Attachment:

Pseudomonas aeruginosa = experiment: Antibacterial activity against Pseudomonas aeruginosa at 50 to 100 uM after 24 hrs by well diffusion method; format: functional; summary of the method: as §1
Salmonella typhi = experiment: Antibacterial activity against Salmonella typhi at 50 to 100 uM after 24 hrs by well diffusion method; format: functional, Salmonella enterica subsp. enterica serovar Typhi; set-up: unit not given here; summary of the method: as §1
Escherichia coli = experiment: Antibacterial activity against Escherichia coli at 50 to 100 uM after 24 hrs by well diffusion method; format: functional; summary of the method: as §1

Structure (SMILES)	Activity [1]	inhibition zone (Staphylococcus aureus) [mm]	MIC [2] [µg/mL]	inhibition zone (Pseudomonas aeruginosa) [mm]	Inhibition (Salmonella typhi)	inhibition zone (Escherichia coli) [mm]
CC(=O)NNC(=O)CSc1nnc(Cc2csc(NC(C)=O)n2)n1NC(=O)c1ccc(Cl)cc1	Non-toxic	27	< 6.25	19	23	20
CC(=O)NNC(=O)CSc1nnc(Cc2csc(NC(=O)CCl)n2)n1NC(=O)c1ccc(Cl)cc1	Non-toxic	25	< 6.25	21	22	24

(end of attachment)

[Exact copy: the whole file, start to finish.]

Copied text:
Pseudomonas aeruginosa = experiment: Antibacterial activity against Pseudomonas aeruginosa at 50 to 100 uM after 24 hrs by well diffusion method; format: functional; summary of the method: as §1
Salmonella typhi = experiment: Antibacterial activity against Salmonella typhi at 50 to 100 uM after 24 hrs by well diffusion method; format: functional, Salmonella enterica subsp. enterica serovar Typhi; set-up: unit not given here; summary of the method: as §1
Escherichia coli = experiment: Antibacterial activity against Escherichia coli at 50 to 100 uM after 24 hrs by well diffusion method; format: functional; summary of the method: as §1

Structure (SMILES)	Activity [1]	inhibition zone (Staphylococcus aureus) [mm]	MIC [2] [µg/mL]	inhibition zone (Pseudomonas aeruginosa) [mm]	Inhibition (Salmonella typhi)	inhibition zone (Escherichia coli) [mm]
CC(=O)NNC(=O)CSc1nnc(Cc2csc(NC(C)=O)n2)n1NC(=O)c1ccc(Cl)cc1	Non-toxic	27	< 6.25	19	23	20
CC(=O)NNC(=O)CSc1nnc(Cc2csc(NC(=O)CCl)n2)n1NC(=O)c1ccc(Cl)cc1	Non-toxic	25	< 6.25	21	22	24